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The Two-Way
3:16 pm
Fri June 21, 2013

James Comey Nominated To Be New FBI Director

President Obama speaks Friday during a news conference to announce his nomination of James Comey to become FBI director.
Win McNamee Getty Images

President Obama has formally nominated James Comey, a registered Republican and former Justice Department official under President George W. Bush, to become the next FBI director. If he's confirmed by the Senate, Comey will replace outgoing director Robert Mueller, who has held the post since 2001.

Comey is best-known for his actions in 2004 when he rushed to the hospital bedside of Attorney General John Ashcroft to keep Bush aides from reauthorizing a warrantless-wiretapping program. Comey has described the incident as the most difficult night of his career.

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Commentary
2:47 pm
Fri June 21, 2013

Calling It 'Metadata' Doesn't Make Surveillance Less Intrusive

Andrey Kuzmin iStockphoto.com

"This is just metadata. There is no content involved." That was how Sen. Dianne Feinstein defended the NSA's blanket surveillance of Americans' phone records and Internet activity. Before those revelations, not many people had heard of metadata, the term librarians and programmers use for the data that describes a particular document or record it's linked to.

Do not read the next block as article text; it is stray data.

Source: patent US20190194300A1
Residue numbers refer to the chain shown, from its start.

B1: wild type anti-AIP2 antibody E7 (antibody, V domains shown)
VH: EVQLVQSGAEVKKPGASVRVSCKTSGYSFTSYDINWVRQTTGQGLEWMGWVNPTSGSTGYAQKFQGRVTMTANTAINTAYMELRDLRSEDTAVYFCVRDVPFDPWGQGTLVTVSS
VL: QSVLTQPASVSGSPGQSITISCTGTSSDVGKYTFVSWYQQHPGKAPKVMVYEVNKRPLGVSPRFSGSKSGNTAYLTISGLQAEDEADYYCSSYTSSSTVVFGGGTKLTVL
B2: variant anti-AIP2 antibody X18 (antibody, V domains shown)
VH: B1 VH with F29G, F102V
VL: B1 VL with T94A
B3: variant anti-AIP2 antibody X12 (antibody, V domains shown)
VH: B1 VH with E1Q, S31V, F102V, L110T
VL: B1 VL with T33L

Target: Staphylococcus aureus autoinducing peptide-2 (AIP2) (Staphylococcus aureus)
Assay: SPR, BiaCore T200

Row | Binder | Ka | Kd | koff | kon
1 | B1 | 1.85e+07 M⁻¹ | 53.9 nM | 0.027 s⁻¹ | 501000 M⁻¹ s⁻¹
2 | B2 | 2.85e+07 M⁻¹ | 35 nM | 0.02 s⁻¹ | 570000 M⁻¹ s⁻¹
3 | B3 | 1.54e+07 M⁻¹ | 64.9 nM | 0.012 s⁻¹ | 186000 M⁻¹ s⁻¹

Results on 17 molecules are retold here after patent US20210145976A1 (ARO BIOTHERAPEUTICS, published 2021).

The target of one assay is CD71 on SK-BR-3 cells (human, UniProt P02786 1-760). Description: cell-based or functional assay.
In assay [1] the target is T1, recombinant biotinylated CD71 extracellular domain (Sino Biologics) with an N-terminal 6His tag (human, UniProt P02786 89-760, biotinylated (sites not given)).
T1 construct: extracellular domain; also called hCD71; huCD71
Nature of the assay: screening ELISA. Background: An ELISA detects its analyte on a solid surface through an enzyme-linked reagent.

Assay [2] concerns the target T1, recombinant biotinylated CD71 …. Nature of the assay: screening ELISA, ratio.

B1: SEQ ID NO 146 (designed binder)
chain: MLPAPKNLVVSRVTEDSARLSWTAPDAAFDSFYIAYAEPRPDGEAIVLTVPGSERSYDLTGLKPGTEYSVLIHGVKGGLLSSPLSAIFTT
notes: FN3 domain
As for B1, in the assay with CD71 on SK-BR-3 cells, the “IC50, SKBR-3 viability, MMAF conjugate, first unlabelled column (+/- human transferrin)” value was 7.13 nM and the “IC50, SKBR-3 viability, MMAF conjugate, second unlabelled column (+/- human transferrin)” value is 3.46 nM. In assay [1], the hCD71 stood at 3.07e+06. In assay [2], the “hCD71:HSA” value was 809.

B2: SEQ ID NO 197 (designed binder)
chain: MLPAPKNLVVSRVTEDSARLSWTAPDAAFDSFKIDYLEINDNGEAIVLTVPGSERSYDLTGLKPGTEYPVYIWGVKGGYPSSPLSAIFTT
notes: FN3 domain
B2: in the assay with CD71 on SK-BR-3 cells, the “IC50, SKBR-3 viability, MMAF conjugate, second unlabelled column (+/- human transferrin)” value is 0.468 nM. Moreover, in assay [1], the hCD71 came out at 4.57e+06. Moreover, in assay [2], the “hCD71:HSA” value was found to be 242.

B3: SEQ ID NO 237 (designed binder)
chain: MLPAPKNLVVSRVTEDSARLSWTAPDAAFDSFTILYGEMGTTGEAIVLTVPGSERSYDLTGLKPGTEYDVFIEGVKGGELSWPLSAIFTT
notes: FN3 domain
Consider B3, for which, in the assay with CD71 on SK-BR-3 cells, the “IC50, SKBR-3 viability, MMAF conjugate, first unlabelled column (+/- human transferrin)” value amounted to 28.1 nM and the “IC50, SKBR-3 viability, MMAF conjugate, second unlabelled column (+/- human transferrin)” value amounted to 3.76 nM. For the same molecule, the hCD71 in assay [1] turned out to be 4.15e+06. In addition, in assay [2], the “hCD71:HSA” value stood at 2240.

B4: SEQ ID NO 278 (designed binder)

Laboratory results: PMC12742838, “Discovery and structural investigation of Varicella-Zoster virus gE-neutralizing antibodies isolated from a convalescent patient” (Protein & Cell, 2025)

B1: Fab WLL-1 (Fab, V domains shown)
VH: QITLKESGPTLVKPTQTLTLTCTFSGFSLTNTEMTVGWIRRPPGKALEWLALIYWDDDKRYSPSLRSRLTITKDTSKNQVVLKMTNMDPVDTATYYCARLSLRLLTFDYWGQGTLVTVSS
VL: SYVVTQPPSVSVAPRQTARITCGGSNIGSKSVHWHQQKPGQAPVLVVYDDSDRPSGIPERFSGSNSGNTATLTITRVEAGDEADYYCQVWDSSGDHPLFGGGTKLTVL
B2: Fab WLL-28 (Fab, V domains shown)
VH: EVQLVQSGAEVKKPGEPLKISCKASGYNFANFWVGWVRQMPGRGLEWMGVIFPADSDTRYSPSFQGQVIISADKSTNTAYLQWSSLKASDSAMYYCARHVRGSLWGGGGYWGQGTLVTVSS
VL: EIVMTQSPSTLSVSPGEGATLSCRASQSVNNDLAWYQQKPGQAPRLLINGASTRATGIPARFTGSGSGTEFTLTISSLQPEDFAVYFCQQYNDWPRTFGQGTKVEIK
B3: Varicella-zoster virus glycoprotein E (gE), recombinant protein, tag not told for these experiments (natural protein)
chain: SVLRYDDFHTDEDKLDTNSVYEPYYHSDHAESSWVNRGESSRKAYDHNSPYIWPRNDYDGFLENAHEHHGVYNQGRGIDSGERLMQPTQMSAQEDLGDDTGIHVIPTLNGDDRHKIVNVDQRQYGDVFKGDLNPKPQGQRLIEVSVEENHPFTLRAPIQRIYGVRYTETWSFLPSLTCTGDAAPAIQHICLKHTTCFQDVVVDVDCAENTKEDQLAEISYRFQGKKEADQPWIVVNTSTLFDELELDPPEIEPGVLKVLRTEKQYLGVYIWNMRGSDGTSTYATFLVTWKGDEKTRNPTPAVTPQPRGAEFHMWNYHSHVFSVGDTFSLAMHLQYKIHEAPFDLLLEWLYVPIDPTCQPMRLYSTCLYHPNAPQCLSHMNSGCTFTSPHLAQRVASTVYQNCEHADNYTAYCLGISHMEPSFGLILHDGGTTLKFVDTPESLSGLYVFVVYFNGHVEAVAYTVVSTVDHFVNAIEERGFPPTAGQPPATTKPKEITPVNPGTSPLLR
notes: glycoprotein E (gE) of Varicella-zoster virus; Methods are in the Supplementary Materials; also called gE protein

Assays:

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The Two-Way
1:49 pm
Fri June 21, 2013

Supermoon To Dominate Weekend Sky

A "supermoon" rises in Washington, D.C., on March 19, 2011.
Jewel Samad AFP/Getty Images

The largest full moon of the year will grace the night sky Sunday as our nearest neighbor in space makes its closest approach.

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The Two-Way
1:48 pm
Fri June 21, 2013

Report: U.K. Spy Agency Taps Trans-Atlantic Fiber Optic Cables

The drip-drip of classified information has now moved overseas: Citing more classified documents leaked by Edward Snowden, The Guardian newspaper reports that the British spy agency taps into trans-Atlantic fiber optic cables, sucking up vast amounts of data that includes communication sent by Americans and Britons.